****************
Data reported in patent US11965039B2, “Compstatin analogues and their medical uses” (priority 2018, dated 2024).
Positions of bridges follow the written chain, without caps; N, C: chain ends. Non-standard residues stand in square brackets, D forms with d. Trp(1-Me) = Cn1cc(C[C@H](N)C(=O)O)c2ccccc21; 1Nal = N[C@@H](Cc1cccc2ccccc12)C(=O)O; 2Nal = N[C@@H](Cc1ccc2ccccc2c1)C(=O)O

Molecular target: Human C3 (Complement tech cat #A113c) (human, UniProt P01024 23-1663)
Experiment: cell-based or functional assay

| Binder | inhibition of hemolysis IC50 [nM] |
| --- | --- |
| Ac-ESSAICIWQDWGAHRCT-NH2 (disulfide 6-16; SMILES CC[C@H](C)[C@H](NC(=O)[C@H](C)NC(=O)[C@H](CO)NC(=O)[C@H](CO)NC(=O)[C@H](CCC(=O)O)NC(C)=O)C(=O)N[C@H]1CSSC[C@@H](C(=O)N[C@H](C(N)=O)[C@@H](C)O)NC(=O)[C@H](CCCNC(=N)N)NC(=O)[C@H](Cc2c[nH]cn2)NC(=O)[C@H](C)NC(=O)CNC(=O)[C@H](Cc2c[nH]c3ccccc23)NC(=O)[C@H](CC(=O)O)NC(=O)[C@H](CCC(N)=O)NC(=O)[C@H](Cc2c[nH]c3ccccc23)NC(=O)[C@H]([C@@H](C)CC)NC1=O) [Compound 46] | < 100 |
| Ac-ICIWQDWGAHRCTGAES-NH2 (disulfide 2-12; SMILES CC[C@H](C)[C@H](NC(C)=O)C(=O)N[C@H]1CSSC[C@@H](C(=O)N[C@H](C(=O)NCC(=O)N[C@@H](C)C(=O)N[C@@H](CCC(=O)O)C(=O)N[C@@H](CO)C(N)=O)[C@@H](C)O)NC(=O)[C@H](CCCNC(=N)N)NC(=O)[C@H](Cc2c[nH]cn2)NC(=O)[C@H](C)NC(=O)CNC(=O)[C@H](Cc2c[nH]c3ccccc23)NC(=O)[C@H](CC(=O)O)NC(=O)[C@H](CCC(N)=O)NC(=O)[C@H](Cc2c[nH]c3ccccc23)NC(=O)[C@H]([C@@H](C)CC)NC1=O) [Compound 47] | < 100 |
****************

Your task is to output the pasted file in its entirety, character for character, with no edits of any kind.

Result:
Data reported in patent US11965039B2, “Compstatin analogues and their medical uses” (priority 2018, dated 2024).
Positions of bridges follow the written chain, without caps; N, C: chain ends. Non-standard residues stand in square brackets, D forms with d. Trp(1-Me) = Cn1cc(C[C@H](N)C(=O)O)c2ccccc21; 1Nal = N[C@@H](Cc1cccc2ccccc12)C(=O)O; 2Nal = N[C@@H](Cc1ccc2ccccc2c1)C(=O)O

Molecular target: Human C3 (Complement tech cat #A113c) (human, UniProt P01024 23-1663)
Experiment: cell-based or functional assay

| Binder | inhibition of hemolysis IC50 [nM] |
| --- | --- |
| Ac-ESSAICIWQDWGAHRCT-NH2 (disulfide 6-16; SMILES CC[C@H](C)[C@H](NC(=O)[C@H](C)NC(=O)[C@H](CO)NC(=O)[C@H](CO)NC(=O)[C@H](CCC(=O)O)NC(C)=O)C(=O)N[C@H]1CSSC[C@@H](C(=O)N[C@H](C(N)=O)[C@@H](C)O)NC(=O)[C@H](CCCNC(=N)N)NC(=O)[C@H](Cc2c[nH]cn2)NC(=O)[C@H](C)NC(=O)CNC(=O)[C@H](Cc2c[nH]c3ccccc23)NC(=O)[C@H](CC(=O)O)NC(=O)[C@H](CCC(N)=O)NC(=O)[C@H](Cc2c[nH]c3ccccc23)NC(=O)[C@H]([C@@H](C)CC)NC1=O) [Compound 46] | < 100 |
| Ac-ICIWQDWGAHRCTGAES-NH2 (disulfide 2-12; SMILES CC[C@H](C)[C@H](NC(C)=O)C(=O)N[C@H]1CSSC[C@@H](C(=O)N[C@H](C(=O)NCC(=O)N[C@@H](C)C(=O)N[C@@H](CCC(=O)O)C(=O)N[C@@H](CO)C(N)=O)[C@@H](C)O)NC(=O)[C@H](CCCNC(=N)N)NC(=O)[C@H](Cc2c[nH]cn2)NC(=O)[C@H](C)NC(=O)CNC(=O)[C@H](Cc2c[nH]c3ccccc23)NC(=O)[C@H](CC(=O)O)NC(=O)[C@H](CCC(N)=O)NC(=O)[C@H](Cc2c[nH]c3ccccc23)NC(=O)[C@H]([C@@H](C)CC)NC1=O) [Compound 47] | < 100 |